“Someone crashed on seventh avenue last night” … “things have gotten pretty bad” … “there are reasonable people and unreasonable people” … “I can’t stop fidgeting” … “what time is it?” … “it’s the tenth of December” … “there are ghosts in the hallway at night” … “they only come to church on the holidays” … “I got this pot from Guatemala when we went in June last year.”

The body continues to meander, waiting for another heightened moment of difference. When the arm comes to separate from the crowd, a man will accept the changing current. The body moves on its own accord. It acts in its own interest, regardless of what a man wants. He feels the separation between two entities: himself and his body. They have their own desires and goals.​​ 

For the most part, they see themselves cooperating with one another, but at times, their separation becomes unavoidably evident. The body displays its control and a man complies out of necessity. “Who are you?” I feel like I’m always asking this.

The stranger cracked his knuckles one by one, “there’s too much static electricity in the atmosphere. It’s all been accumulating, and it’s going to keep accumulating until something big happens.” What’s gonna happen? “There’s going to be too much static stuffed inside the air until it just all bursts out at once. There’s going to be a big shockwave. That’s what’s going to happen. It’s going to pop and then everyone’s going to fall over at once.”

 

II.

 

“The murmuring hysterical performer who stands in the alleyway” … “an arm reaches into the river and pulls out a small child carried uncontrollably by the current” … “I’ve accepted my death” … “young man floats on by in solution” … “I’m looking for Cocteau” … “The blood of a poet dripped down the sidewalk and I thought I’d be able to follow it to his grave stone, but I haven’t had any luck” … “he saw me reading the Wittgenstein” … “all of the alleyways in the city look the same” … “every corridor is narrow and tall” … “stranger reads his lines, then performs” … “when the performance is done, the young man jumps back into the river and it carries him away” … “no one asked anyone to do this” … “everybody is speaking at once” … “I can’t pick out where any of the voices are coming from” … “nowhere in particular” … “I talk to myself” … “the form returns to me” … “I continue to speak” … “the stage changes shape, confines itself” … “the boarders close in” … “the alleyway becomes quiet and the audience shushes itself” … “the actor paces back and forth anxiously on the stage” … “I am alone to​​ speak the monologue” … “the chorus is prophetic” … “the orchestra is prodigal” … “who built this stage?” … “another boy drifts down the river” … “the large hand plucks it out” … “heavy breathing and thick cigarette smoke” … “someone’s been following me” … “the billboard eyes have been tracking me” … “I feel like all of the cameras are panning at the same cadence that I walk in” … “I haven’t talked to my daughter in a long time now” … “these things don’t really matter” … “paranoia slowly creeps in” … “you think everything’s happening to you” … “the sun changes shades when you aren’t looking” … “there’s another moon at night that you can only see in the periphery” … “all of the stories just look like prose poems” … “these things don’t really matter” … “the boy is returned to the river” … “he floats away” … “carried by and suspended in the solution” … “Walt Whitman’s ghost looms over the performer and whispers too quietly” … “everyone paces around between exhibitions” … “eventually there are no more monologues” … “all of the dialogue is burned in some great fire” … “actors are forced to create their own language” … “derived from the emotions they had attached to the play-speak they’d performed previously” … “the mise-en-scene dissipates” … “bodies become immobile” … “the river continues” … “whirling around the stage” … “there are no new images” … “all have come and gone” … “the returning and the renewal” … “singularities rise to the surface and then they dissociate into the water” … “each voice latches onto those who are close to it” … “the human consumes and regurgitates” … “sounds emerge from the echoing mouths” … “another child plucked from the river” … “what did you want?” … “there must’ve been some reason to pull you in here” … “it felt like the right thing to do. I didn’t want to do it, but it was what I was supposed to do” … “things are all tangled now. I’m having trouble keeping track” … “this is the trouble with improvisation” … “the circumstances are all outlined for you” … “there’s a clear structure” … “but then you’re supposed to fill in all of the empty space on your own” … “what can be expected of me?” … “I’m looking for a young man with tall brown hair” … “have you seen him?” … “light kits crash onto the stage” … “surges of electricity run through the floor” … “the actors remain static” … “they speak” … “bow” … “the boy returns to the river” … “current carries him away” … “panicking directions” … “in search of the old language” … “the alleyway hysterical performer bows after each performance” … “a performer performs” … “the singularity” … “individuals dissociate into the coagulated shapes” … “no one’s read the dialogues” … “no one will” … “conclusions are repeated and again reached” … “the electromotive leap” … “volts jumping from one molecule to the next” … “there’s too much static electricity in the atmosphere. It’s all been accumulating, and it’s going to keep accumulating until something big happens” … “there’s going to be too much static stuffed inside the air until it just all bursts out at once” … “there’s going to be a big shockwave” … “that’s what’s going to happen”​​ … “it’s going to pop and then everyone’s going to fall over at once.”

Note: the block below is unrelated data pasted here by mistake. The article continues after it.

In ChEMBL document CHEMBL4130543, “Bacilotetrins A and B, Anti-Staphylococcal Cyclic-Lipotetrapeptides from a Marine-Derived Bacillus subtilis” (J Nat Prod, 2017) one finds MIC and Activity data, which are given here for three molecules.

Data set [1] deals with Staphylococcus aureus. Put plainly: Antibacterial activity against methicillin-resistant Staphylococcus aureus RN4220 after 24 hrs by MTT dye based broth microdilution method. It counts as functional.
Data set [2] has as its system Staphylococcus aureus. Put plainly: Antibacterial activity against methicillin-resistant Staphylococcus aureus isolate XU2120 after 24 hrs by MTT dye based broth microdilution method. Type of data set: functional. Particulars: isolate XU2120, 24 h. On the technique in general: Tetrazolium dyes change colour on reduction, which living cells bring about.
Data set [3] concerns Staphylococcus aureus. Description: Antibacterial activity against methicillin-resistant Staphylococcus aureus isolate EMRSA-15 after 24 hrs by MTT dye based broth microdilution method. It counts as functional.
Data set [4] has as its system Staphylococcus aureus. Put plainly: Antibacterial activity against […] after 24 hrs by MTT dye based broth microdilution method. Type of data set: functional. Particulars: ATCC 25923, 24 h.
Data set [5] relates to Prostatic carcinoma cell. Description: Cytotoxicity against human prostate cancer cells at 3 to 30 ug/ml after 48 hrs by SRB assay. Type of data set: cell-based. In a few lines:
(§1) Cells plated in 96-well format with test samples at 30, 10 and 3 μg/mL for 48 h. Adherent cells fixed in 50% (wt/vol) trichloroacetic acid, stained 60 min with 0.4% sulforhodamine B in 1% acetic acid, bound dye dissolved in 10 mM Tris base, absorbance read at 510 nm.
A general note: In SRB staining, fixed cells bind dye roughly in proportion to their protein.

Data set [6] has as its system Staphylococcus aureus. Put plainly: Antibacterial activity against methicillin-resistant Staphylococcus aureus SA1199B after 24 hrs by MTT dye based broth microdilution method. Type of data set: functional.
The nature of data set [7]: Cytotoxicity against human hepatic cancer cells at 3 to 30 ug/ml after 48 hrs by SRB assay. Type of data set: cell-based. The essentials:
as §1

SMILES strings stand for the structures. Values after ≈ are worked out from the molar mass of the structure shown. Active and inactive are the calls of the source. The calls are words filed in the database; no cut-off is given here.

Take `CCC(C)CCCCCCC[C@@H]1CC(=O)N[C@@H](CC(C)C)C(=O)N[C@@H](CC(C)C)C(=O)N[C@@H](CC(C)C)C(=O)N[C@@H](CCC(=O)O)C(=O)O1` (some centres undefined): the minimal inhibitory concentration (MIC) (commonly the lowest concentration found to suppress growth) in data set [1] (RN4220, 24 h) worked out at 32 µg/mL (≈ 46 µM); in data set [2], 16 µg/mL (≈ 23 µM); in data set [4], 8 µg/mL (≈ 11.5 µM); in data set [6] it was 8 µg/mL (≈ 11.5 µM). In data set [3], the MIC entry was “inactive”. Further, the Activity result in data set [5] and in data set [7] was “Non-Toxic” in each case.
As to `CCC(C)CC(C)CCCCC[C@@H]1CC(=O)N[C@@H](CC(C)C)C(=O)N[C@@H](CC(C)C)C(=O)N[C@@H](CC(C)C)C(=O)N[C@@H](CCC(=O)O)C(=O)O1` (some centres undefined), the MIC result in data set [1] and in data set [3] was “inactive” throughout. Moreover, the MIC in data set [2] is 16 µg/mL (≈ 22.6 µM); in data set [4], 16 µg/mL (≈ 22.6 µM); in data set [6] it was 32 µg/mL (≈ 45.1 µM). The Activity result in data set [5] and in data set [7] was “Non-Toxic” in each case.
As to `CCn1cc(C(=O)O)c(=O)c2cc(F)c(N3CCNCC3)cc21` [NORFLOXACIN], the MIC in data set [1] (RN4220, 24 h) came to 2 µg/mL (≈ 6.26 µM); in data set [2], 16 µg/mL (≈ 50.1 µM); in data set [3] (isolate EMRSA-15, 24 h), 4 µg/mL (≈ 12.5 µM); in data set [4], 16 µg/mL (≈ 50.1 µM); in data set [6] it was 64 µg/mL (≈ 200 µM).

Mike Corrao is a young writer working out of Minneapolis. His work has been featured in publications such as Entropy, Cleaver, decomP, and Fanzine. His first novel will be released in fall of 2018 by Orson’s Publishing. Further information at www.mikecorrao.com.